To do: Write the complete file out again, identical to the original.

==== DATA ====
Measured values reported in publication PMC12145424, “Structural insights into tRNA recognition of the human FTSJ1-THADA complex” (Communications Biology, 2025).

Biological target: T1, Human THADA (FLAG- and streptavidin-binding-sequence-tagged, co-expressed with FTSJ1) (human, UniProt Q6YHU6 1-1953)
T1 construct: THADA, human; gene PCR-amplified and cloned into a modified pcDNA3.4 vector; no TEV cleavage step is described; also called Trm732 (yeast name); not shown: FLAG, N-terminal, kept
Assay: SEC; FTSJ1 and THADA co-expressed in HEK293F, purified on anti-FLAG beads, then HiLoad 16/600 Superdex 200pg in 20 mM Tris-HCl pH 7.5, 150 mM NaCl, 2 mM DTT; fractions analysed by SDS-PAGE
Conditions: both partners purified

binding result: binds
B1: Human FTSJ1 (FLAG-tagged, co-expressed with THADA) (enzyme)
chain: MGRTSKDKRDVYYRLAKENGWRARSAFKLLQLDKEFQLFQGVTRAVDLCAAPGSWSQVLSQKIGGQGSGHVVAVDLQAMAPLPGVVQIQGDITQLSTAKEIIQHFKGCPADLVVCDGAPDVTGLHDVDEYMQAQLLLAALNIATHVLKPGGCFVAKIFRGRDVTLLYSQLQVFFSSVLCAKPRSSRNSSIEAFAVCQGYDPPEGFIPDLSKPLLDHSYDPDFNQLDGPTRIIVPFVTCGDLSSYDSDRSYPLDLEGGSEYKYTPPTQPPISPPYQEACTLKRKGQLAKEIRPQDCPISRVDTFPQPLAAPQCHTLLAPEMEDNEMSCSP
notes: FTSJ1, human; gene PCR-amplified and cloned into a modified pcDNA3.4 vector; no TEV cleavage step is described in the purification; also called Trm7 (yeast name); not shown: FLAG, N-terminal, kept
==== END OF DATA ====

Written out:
Measured values reported in publication PMC12145424, “Structural insights into tRNA recognition of the human FTSJ1-THADA complex” (Communications Biology, 2025).

Biological target: T1, Human THADA (FLAG- and streptavidin-binding-sequence-tagged, co-expressed with FTSJ1) (human, UniProt Q6YHU6 1-1953)
T1 construct: THADA, human; gene PCR-amplified and cloned into a modified pcDNA3.4 vector; no TEV cleavage step is described; also called Trm732 (yeast name); not shown: FLAG, N-terminal, kept
Assay: SEC; FTSJ1 and THADA co-expressed in HEK293F, purified on anti-FLAG beads, then HiLoad 16/600 Superdex 200pg in 20 mM Tris-HCl pH 7.5, 150 mM NaCl, 2 mM DTT; fractions analysed by SDS-PAGE
Conditions: both partners purified

binding result: binds
B1: Human FTSJ1 (FLAG-tagged, co-expressed with THADA) (enzyme)
chain: MGRTSKDKRDVYYRLAKENGWRARSAFKLLQLDKEFQLFQGVTRAVDLCAAPGSWSQVLSQKIGGQGSGHVVAVDLQAMAPLPGVVQIQGDITQLSTAKEIIQHFKGCPADLVVCDGAPDVTGLHDVDEYMQAQLLLAALNIATHVLKPGGCFVAKIFRGRDVTLLYSQLQVFFSSVLCAKPRSSRNSSIEAFAVCQGYDPPEGFIPDLSKPLLDHSYDPDFNQLDGPTRIIVPFVTCGDLSSYDSDRSYPLDLEGGSEYKYTPPTQPPISPPYQEACTLKRKGQLAKEIRPQDCPISRVDTFPQPLAAPQCHTLLAPEMEDNEMSCSP
notes: FTSJ1, human; gene PCR-amplified and cloned into a modified pcDNA3.4 vector; no TEV cleavage step is described in the purification; also called Trm7 (yeast name); not shown: FLAG, N-terminal, kept